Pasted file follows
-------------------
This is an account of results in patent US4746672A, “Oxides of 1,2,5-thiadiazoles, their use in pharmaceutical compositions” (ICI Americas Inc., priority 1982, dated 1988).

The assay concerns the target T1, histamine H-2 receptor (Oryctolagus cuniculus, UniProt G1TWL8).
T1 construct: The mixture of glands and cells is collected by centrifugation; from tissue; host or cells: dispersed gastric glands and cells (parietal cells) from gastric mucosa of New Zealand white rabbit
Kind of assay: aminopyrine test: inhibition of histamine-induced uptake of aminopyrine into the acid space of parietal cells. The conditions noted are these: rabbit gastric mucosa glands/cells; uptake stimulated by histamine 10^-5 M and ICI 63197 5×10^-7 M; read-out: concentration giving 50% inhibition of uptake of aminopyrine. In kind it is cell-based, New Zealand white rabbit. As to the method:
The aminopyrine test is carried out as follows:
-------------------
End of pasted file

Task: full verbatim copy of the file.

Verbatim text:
This is an account of results in patent US4746672A, “Oxides of 1,2,5-thiadiazoles, their use in pharmaceutical compositions” (ICI Americas Inc., priority 1982, dated 1988).

The assay concerns the target T1, histamine H-2 receptor (Oryctolagus cuniculus, UniProt G1TWL8).
T1 construct: The mixture of glands and cells is collected by centrifugation; from tissue; host or cells: dispersed gastric glands and cells (parietal cells) from gastric mucosa of New Zealand white rabbit
Kind of assay: aminopyrine test: inhibition of histamine-induced uptake of aminopyrine into the acid space of parietal cells. The conditions noted are these: rabbit gastric mucosa glands/cells; uptake stimulated by histamine 10^-5 M and ICI 63197 5×10^-7 M; read-out: concentration giving 50% inhibition of uptake of aminopyrine. In kind it is cell-based, New Zealand white rabbit. As to the method:
The aminopyrine test is carried out as follows: